Hi,

I am so stuck with this and I have the feeling that its a simple thing I'm just not realizing.

I have a line charge stretching along the x axis from 0 to a, and from 2a to 3a. with a charge density of [tex]\lambda[/tex] in each region. I have to find what the electric field is at a distance of r<3a along the x axis. I have to show that

E(r) = [[tex]\lambda[/tex]a/4[tex]\pi[/tex][tex]\epsilon[/tex]].( 1/[r(r-a)] + 1/[(r-3a)(r-2a)] )

{sorry about the greek letters being too high, i don't mean 4 to the power pi.epsilon}.

Attempt at solution:

What I thought might be the way to think of is to split the charge up into infinitesimal elements and integrate along from 0 to a, adding up the field at the distance r due to each charge element, then doing the same from 2a to 3a.

But, i just cannot seem to get started. My problem seems to be with the distances (the r's and the a's).

I've started off by saying [tex]\lambda[/tex] = dQ/dr

and dE = dQ/(4[tex]\pi[/tex].[tex]\epsilon[/tex].r

But then i am just confused, this has been doing my head in all night now.

Can anyone help? very much appreciated.

thanks.

PS. if you think i haven't given enough detail or a good enough attempt at solution please say so if you aren't going to reply because of it. I only need a nudge in the right direction anyway I think. cheers.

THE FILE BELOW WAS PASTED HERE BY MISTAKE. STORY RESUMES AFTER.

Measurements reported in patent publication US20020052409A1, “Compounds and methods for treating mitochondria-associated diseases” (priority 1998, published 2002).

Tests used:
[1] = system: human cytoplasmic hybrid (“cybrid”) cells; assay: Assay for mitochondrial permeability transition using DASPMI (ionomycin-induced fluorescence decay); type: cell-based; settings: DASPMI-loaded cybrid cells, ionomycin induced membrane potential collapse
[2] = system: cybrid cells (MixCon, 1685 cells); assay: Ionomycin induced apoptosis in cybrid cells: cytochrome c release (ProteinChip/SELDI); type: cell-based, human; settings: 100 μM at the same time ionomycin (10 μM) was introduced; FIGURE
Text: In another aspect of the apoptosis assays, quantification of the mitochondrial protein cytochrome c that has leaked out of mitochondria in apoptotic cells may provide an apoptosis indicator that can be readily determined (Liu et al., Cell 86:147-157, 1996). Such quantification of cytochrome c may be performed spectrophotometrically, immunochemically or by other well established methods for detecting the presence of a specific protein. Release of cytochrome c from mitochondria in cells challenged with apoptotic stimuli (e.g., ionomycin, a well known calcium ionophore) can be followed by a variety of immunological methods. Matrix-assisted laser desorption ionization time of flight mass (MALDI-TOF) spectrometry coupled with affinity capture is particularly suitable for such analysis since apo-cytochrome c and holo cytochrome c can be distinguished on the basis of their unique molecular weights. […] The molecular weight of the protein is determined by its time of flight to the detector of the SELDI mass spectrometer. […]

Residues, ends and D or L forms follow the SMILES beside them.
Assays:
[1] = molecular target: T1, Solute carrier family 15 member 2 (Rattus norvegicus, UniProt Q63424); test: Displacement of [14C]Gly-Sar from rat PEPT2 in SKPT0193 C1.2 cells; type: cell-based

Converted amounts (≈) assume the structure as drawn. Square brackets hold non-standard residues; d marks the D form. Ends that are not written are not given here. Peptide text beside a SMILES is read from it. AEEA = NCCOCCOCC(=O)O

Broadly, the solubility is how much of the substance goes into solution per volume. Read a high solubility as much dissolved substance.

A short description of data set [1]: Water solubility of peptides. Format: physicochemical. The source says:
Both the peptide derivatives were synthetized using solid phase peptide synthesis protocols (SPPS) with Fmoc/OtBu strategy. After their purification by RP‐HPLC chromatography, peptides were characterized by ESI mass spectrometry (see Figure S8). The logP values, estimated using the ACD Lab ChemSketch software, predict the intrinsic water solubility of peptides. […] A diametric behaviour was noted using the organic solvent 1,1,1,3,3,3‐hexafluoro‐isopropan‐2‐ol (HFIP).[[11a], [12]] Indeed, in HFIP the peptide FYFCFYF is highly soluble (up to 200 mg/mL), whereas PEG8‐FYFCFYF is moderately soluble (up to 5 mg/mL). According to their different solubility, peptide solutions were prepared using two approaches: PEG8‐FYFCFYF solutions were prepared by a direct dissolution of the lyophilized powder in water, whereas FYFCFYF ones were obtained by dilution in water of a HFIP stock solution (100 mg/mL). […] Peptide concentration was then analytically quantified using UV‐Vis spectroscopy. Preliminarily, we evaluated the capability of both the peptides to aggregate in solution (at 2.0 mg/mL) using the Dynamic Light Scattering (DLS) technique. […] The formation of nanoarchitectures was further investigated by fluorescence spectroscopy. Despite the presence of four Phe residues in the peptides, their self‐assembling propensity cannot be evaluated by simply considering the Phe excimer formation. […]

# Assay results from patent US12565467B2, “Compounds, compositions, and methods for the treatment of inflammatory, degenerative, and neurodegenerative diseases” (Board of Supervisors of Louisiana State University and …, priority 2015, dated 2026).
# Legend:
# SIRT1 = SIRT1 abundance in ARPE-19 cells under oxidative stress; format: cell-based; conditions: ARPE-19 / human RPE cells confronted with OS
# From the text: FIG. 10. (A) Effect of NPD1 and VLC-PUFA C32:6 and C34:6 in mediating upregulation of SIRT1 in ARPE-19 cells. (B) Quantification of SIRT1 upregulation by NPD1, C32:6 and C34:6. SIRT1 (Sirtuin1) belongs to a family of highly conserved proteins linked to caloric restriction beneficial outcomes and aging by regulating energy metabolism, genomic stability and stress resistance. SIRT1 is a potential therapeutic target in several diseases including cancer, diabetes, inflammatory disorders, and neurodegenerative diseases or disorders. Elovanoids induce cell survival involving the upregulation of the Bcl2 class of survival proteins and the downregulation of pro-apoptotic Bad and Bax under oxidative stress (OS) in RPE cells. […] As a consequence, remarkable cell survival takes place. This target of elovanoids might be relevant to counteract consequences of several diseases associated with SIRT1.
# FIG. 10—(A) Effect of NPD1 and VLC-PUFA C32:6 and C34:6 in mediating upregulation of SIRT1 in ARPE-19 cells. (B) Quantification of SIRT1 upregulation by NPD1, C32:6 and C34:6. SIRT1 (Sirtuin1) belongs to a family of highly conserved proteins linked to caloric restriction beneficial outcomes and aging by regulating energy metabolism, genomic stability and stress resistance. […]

DIAGRAM: the x's are to show where the charge is spread over, the full stops are empty space.

xxxxxxxxxx..............xxxxxxxxxx........

|---------|---------|---------|----->x

0............a.............2a..........3a

I am so stuck with this and I have the feeling that its a simple thing I'm just not realizing.

I have a line charge stretching along the x axis from 0 to a, and from 2a to 3a. with a charge density of [tex]\lambda[/tex] in each region. I have to find what the electric field is at a distance of r<3a along the x axis. I have to show that

E(r) = [[tex]\lambda[/tex]a/4[tex]\pi[/tex][tex]\epsilon[/tex]].( 1/[r(r-a)] + 1/[(r-3a)(r-2a)] )

{sorry about the greek letters being too high, i don't mean 4 to the power pi.epsilon}.

Attempt at solution:

What I thought might be the way to think of is to split the charge up into infinitesimal elements and integrate along from 0 to a, adding up the field at the distance r due to each charge element, then doing the same from 2a to 3a.

But, i just cannot seem to get started. My problem seems to be with the distances (the r's and the a's).

I've started off by saying [tex]\lambda[/tex] = dQ/dr

and dE = dQ/(4[tex]\pi[/tex].[tex]\epsilon[/tex].r

^{2}) = [tex]\lambda[/tex]dr/(4[tex]\pi[/tex].[tex]\epsilon[/tex].r^{2})But then i am just confused, this has been doing my head in all night now.

Can anyone help? very much appreciated.

thanks.

PS. if you think i haven't given enough detail or a good enough attempt at solution please say so if you aren't going to reply because of it. I only need a nudge in the right direction anyway I think. cheers.

DIAGRAM: the x's are to show where the charge is spread over, the full stops are empty space.

xxxxxxxxxx..............xxxxxxxxxx........

|---------|---------|---------|----->x

0............a.............2a..........3a

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